Armchair Builder

Soundproofing Your New Basement Ceiling

One of my friends recently asked if I had any recommendations for soundproofing a new basement office project.  He has a dog that likes to run and play with the kids.  The resulting noise has a tendency to echo through the house which is not so good for phone conversations with potential clients.  So what are your options for soundproofing a new basement office?

If you ask three builders what they recommend for soundproofing a room, you will get three different answers.  I will first tell you that I am no soundproofing expert.  However, I do like to look at my projects from an efficiency standpoint.  So, for my friend’s basement office, I wouldn’t recommend any of the high cost, high level sound reducing techniques.  Trust me, there are all kinds of expensive ways to reduce noise…just ask the guys that build recording studios.  In many cases, they build a room within a room which provides the ultimate situation for soundproofing.  Here, we will focus on the  items with the biggest bang for your buck.  Because the biggest noise nuisance is coming from the ceiling in my friend’s case, we will focus our soundproofing efforts there for this discussion.

Acoustical Insulation:  First, you should place an acoustical insulation between the ceiling joists.  Check with your local insulation supplier or home improvement center to see what is available.  There are so many great products out there as this is an integral part of any soundproofing project.  Check out our insulation quality check video for more help with your basement project.

Wrap Ducts, Pipes and Outlet Boxes:   You will use a soundproofing putty around all ceiling electrical boxes (think Silly Puddy but not quite as much fun).  You will also use a pipe and duct wrap to help dampen any vibrations from flushing toilets or air flowing through ductwork.

You have basically two options for the drywall board:

Soundproof drywall (Option 1):  This type of drywall is typically about the same weight as standard drywall and finishes the same way.  You will use screws without glue (follow manufacturer recommendations) to fasten the product to the joists above.  You will use the same good soundproofing techniques as you would with any other drywall method… Leave a small gap between the wall and the edges of the ceiling.  All seams and edges of the soundproof drywall are to be sealed with an acoustical sealant.  Since this is a ceiling application, you should use a 5/8″ thick drywall to maximize soundproofing and to prevent sagging.  One example of a high quality soundproof drywall is QuietRock.  The company claims that one sheet has the same sound characteristics as eight sheets of regular drywall sandwiched together.

Standard Drywall Layers with Soundproofing Compound Between (Option 2):  Some builders swear by the idea of hanging two layers of drywall attached directly to the joists with a layer of noise reducing compound between the sheets (an example of a noise reducing compound is Green Glue).  With this application, you stagger the joints and do all of the things I mentioned above (i.e. soundproofing putty is installed around electrical boxes, pipe and duct wrap, soundproofing sealant at edges and openings…).  This option does work…but the additional labor to hang the second layer can add significantly to your cost if you’re subcontracting out the work.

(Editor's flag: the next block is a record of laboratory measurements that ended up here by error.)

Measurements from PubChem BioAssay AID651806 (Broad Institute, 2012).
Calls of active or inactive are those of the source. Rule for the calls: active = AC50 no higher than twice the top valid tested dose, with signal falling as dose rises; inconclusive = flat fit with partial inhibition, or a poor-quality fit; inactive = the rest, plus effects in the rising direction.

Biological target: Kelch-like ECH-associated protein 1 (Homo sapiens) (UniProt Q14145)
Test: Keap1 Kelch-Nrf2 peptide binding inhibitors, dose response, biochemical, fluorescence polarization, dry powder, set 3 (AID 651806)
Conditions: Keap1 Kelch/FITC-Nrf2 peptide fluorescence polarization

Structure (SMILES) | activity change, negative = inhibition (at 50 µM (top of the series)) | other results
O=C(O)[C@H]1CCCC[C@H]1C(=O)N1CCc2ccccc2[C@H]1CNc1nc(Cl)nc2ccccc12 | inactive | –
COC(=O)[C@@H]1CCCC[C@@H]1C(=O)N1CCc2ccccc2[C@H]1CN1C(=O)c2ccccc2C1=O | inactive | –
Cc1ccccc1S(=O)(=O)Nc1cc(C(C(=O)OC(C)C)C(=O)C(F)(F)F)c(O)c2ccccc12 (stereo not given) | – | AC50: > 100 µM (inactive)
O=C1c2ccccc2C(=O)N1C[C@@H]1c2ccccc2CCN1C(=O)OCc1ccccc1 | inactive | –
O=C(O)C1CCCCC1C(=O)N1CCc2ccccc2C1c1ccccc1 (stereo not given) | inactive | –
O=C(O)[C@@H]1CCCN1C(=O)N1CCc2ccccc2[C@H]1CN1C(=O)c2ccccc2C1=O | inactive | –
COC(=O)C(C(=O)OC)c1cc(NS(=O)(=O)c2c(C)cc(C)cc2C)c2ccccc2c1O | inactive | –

Soundproofing Clips:  The best option for soundproofing to reduce impact noises from above is to install soundproofing clips and metal furring hat channel to the bottom of the joists (see video below).  This is a very effective way to reduce noise transmission as you are decoupling the drywall from the framing.  In this soundproofing application, you screw clips to the ceiling joists…then clip the metal channel into the sound clips…then secure your chosen drywall to the metal channel (again, no screws should hit the joists as this negates everything you’ve done).  An acoustical sealant is then applied to the edges and around any openings.

Cost Comparison (for 12′ x 12′ Ceiling, Material Only):  QuietRock 525 (STC 51…hear what this represents at QuietRock.com):  $270, Double Standard Drywall Layers with Green Glue Between:  $220, Sound Isolation Clips plus Metal Furring Hat Channel with Two Layers of Drywall and Green Glue sandwiched between:  $380.

Soundproofing Recommendation:  I personally like the soundproof drywall and particularly the QuietRock product for anyone on a budget that wants to seriously reduce sound transmission.  If cost is not an issue and optimal performance is…go with the soundproofing clips/metal furring hat channel and a soundproof drywall.  Keep in mind, your labor cost will be significantly more for the second application.  If you’re doing it yourself, just plan on dedicating more weekend hours to completing your project.  Either way, if you plan on tackling your soundproofing project yourself, make sure you take your time to do each phase properly to maximize your results.  And as always, follow the manufacturer recommendations carefully to ensure a safe and effective installation.  If you want to finish your basement, check out our detailed video series on our main site.

For a better understanding of what is involved when installing soundproofing clips and metal hat channel to your new basement finishing project, check out the video below from the makers of Green Glue.  It shows a wall application…which should be pretty similar to the ceiling installation with the exception of the location of the clips.  Have you ever thought about building your own home?  Be sure to stop by the Armchair Builder How to Build Your Own Home resource page.


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